I am often asked, “What do you do?”

Most people get the idea of coaching when you play a sport league or watch one of the major leagues.   But when you say, “I am a High Performance Coach and I help ambitious professionals and entrepreneurs get to their NEXT level of business and personal wellbeing faster than what they can do on their own,” folks often just nod their heads and pretend they understand. I admit, it is a mouthful.   However, it’s also what I do. In fact, it’s what I love to do!

Consider your business, your career, and your life. That’s the “game” you are playing. Fort that game, I am your coach. We may not wear the same jerseys or uniforms. I certainly don’t use a whistle to get your attention and you most likely will not pull a muscle when we train. But we share the same goal of you winning! You winning at your game! Your win is why I do this thing called “Coaching.”

Recently, I was recognized as an International Premier Success Coach by eWomenNetwork. As part of that recognition, I have the honor of helping high achieving and powerful professionals envision, clarify, and establish personal and professional mindsets, habits and action to achieve their goals. I like to think of myself as a problem solver, helping you focus your mindset, efforts and actions on what will deliver you the most as quickly as possible.

So What is Coaching?

There seems to be a lot of confusion out there. That is understandable because of all the types, and subtypes of coaching programs, processes, methods and providers. In fact, I drew myself a little cheat sheet to help me gather and understand the full range of coaching.

Types of coaching range over several spectrums: What they focus on, what content is leveraged and what the goals are for the coaching. For simplicity, I like to look at them on a spectrum from more esoteric and not so clear-cut to those things that are more easily defined and understood.

On one end of the spectrum you have spiritual, holistic and life coaching. All of these have a more concept-centered goal of achieving your best self spiritually, emotionally and psychologically. On the other end of the spectrum are more concrete types of coaching such as career, business, financial and any subset of skills that support either of those. The most commonly known type of coaching, sports and/or physical, is in the middle of this spectrum.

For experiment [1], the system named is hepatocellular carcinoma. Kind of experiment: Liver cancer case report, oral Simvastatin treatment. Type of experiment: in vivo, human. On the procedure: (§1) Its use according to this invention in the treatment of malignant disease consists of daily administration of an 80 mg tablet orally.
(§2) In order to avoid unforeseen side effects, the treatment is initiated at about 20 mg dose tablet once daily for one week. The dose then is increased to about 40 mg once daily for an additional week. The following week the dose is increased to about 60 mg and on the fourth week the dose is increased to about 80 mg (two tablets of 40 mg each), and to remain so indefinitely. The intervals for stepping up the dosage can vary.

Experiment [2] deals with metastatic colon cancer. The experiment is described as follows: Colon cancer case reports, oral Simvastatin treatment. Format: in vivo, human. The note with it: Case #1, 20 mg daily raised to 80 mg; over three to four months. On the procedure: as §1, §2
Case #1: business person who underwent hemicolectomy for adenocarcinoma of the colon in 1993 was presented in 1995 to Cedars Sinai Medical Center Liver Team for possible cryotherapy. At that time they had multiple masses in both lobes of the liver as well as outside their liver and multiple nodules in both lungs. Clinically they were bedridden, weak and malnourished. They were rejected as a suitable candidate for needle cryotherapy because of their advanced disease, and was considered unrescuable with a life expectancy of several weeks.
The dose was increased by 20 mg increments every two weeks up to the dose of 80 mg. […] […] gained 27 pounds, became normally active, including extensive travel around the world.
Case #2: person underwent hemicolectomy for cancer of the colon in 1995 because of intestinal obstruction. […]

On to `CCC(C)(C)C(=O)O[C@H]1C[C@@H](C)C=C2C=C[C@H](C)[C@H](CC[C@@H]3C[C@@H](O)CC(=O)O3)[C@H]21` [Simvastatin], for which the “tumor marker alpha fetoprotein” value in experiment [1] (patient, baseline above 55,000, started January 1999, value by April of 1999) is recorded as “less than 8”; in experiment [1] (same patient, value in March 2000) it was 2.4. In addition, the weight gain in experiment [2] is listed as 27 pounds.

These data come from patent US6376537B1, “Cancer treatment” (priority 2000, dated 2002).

Here is a definition I recently found at eWomenNetwork that I think concisely captures the essence that is at the core of ALL coaching.

Coaching is a jointly designed partnership that supports you and forwards your actions toward the achievement of your goals and visions in your business, career, or personal life. Success means different things to each of us and this partnership allows you to reach greater personal and business success.

Coaching is not advice. Your friends, family and loved ones can provide that. Coaching is not therapy nor counseling. There are many other highly skilled occupations and professionals with far deeper knowledge to assist in those types of situations and needs.

So, if a coach is your partner, ally and catalyst for personal and professional growth what are the traits of a good coach? Let’s start with the more obvious ones, those traits that are more easily determined.

  • They have a proven method, process or curriculum they leverage
  • They engage in direct and powerful questioning
  • They assist you in expanding your thought patterns, beliefs and perceptions
  • They aim to enable you make better choices, decisions and to take action
  • They help you hold yourself accountable
  • They have a proven track record of success for their clients.

There are also traits that are less obvious. These include:

  • They are honest and forthright, having your success at heart
  • They are open to meeting you where you are at
  • They are unbiased and outcome neutral
  • They know their professional and personal limitations.

So, now that you understand what coaching is and what makes up a good coach, what can you expect from coaching?

Check into next week’s blog for the answer.